Great earbuds, so long as you don't have an iPhone.
The Samsung Galaxy Buds 2 pack a lot into their $149.99 price tag with a comfy fit, good sound quality, and ANC. So long as you're in the Android eco system (or better yet, the Samsung ecosystem), you'll dig these buds.
ANC and Transparency modes
Good sound quality
Lacking iOS support
Battery life is good, but average
Samsung’s new Galaxy Buds 2, priced at $149.99, are perhaps some of the best mainstream wireless earbuds you can buy.
I say that because these particular buds packs so much into them for the price. They’re comfortable, offer active noise cancellation, have good battery life with wireless charging, and are available in multiple color options. Plus, they sound good.
At that point, what more do you need? Sure, some higher-end buds have better sound, better integration with your smartphone, and even better noise canceling. But as a $150 package, the Galaxy Buds 2 strike a great balance between features and price while remaining comfortable enough for virtually anyone. That’s a recipe for contention as the default pair of wireless earbuds money can buy.
Y’know, as long as you’re in the Android ecosystem.
I’m not gonna lie to you, folks. I was pretty excited to get my hands on the Buds 2. I heard from some early reviewers that the fit and finish were stupendous. When I unwrapped my pair, I found my experience to be nearly identical.
The Galaxy Buds 2 are much more round than the old Galaxy Buds they replace. The way the ear tip is designed makes for a much more comfortable fit during long listening sessions, and I never felt like I had to take them out to give my ears a break. They also create a really good seal in your ears to block out external noise.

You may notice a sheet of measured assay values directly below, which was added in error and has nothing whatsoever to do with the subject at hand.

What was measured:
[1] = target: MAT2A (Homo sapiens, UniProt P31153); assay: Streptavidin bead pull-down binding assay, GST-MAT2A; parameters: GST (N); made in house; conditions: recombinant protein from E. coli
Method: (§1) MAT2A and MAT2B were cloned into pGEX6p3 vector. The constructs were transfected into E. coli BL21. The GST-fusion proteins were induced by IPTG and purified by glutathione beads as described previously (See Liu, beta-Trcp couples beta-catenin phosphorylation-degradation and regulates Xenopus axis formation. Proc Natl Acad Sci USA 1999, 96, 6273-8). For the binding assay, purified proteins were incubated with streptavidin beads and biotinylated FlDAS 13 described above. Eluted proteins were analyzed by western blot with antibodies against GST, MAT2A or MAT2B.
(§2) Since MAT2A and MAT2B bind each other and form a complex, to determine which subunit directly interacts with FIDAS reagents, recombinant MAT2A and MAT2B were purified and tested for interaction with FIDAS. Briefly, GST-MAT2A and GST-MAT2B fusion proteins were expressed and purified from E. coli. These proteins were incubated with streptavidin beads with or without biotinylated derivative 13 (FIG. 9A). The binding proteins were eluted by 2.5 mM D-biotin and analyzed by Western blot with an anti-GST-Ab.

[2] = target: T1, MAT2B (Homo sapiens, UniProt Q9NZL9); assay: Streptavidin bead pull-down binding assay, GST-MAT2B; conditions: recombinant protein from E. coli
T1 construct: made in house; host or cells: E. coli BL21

My only issue with their design was one I spotted when working out. The sweat that eventually crept down to the buds (which are IP68 certified, by the way) made the glossy finish a bit too slippery, so they eventually started exiting my ear canals. This was especially evident during a session of jumping jacks or jump roping. Every now and then, I had to take them out, give them a quick wipe on my shirt to dry them off, and slide them back in. There also aren’t any extra hooks or clips to secure the buds to your ears, so if you plan to work out in them, keep in mind that they might eventually pop out.
Otherwise, I love the design of the Galaxy Buds 2. Samsung has a few extra ear tips in the box for the perfect size, and the case they come in is small and discrete. I do wish Samsung didn’t get rid of the matte finish like on the original Galaxy Buds’ case, but that’s just me.
ANC, Transparency, and Wind
When you open the case, the Galaxy Buds 2 can automatically pair to your Samsung phone through fast pair. This feature isn’t supported on other Android phones, but you can just open Bluetooth settings and manually pair them that way. There’s also a companion app that gives you a few controls over how the buds sound.
One of those controls involves active noise cancellation, a feature that serves as one of the main reasons to buy the Galaxy Buds 2. There aren’t a lot of earbuds under $200 that offer it, and Samsung has pulled off a decent rendition of the feature here.
To activate noise cancelation, you can touch and hold on one of the earbuds while they’re both in your ears. Once enabled, the mics will kick in and start filtering out noise from your surroundings. I found it to work pretty well, although it isn’t the strongest noise cancelation I’ve heard. But for a set of earbuds, it’s more than adequate.
I took them with me on a recent trip to Starbucks where I sat outside in Ocean City, New Jersey just as the summer season was winding down. Cars, trucks, people, and loud music were all still around me, and I could hear it all at a much lower volume. Only loud trash trucks would penetrate ANC and get on my nerves a bit. Everything else was relatively mute.
If you want to boost the volume of your surroundings so you can hear what’s going on, Samsung gives you that option with Ambient Sound mode. There are three different volumes for external sound input (High, Medium, or Low) with no in-between. Whenever I used the feature, I’d just leave it on High since the two lower settings were a little too quiet to comfortably have a conversation with someone. It’s also not the clearest transparency mode I’ve heard, with some wet processing being applied to whatever the mics are picking up.